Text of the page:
Harvard Business Review: Success Comes from affirming your potential.

Find out how African-American leaders who, despite being underestimated, underappreciated, and under resourced, have prospered and achieved incredible success. How do they do it?  This article if for anyone who wants to learn strategies that pave the way for success despite the odds.  It also provides insights into racial inequities are added obstacles to be overcome with added stamina resilience and mindset...

 
 
 
Podcasts
 

Toward A Racially Just Workplace (Episode #45)

Laura Morgan Roberts is a Professor of Practice at the University of Virginia's Darden School of Business and a visiting scholar at Harvard Business School's Gender Initiative. As an expert in diversity, inclusion, authenticity and identity development, Laura's extensive research formed the basis for her study of the influence of African American business leaders. She chats with Marcel Schwantes about her recent article, Toward a Racially Just Workplace, and tackles what is seemingly the most uncomfortable conversation in the work environment.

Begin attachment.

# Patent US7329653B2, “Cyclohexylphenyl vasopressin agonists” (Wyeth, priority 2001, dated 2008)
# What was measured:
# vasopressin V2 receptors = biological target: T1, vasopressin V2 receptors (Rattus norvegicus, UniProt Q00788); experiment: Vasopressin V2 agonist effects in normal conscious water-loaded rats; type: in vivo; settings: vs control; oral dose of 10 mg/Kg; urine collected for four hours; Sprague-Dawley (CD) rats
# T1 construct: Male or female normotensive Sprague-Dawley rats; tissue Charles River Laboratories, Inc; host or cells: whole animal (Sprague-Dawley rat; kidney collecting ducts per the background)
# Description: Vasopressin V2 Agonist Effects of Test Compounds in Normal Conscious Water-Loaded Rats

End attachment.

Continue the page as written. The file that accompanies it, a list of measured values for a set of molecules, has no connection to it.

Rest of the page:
Laura Morgan Roberts

 

 

How to be an Anti-racist

Notes by Brene Brown: A groundbreaking approach to understanding and uprooting racism and inequality in our society—and in ourselves. At its core, racism is a powerful system that creates false hierarchies of human value; its warped logic extends beyond race, from the way we regard people of different ethnicities or skin colors to the way we treat people of different sexes, gender identities, and body types. Racism intersects with class and culture and geography and even changes the way we see and value ourselves. In How to Be an Antiracist, Dr. Kendi takes readers through a widening circle of antiracist ideas—from the most basic concepts to visionary possibilities—that will help readers see all forms of racism clearly, understand their poisonous consequences, and work to oppose them in our systems and in ourselves.

Brene Brown with Ibram X. Kendi on how to be an anti-racist.

Opportunities for a Fresh start on Race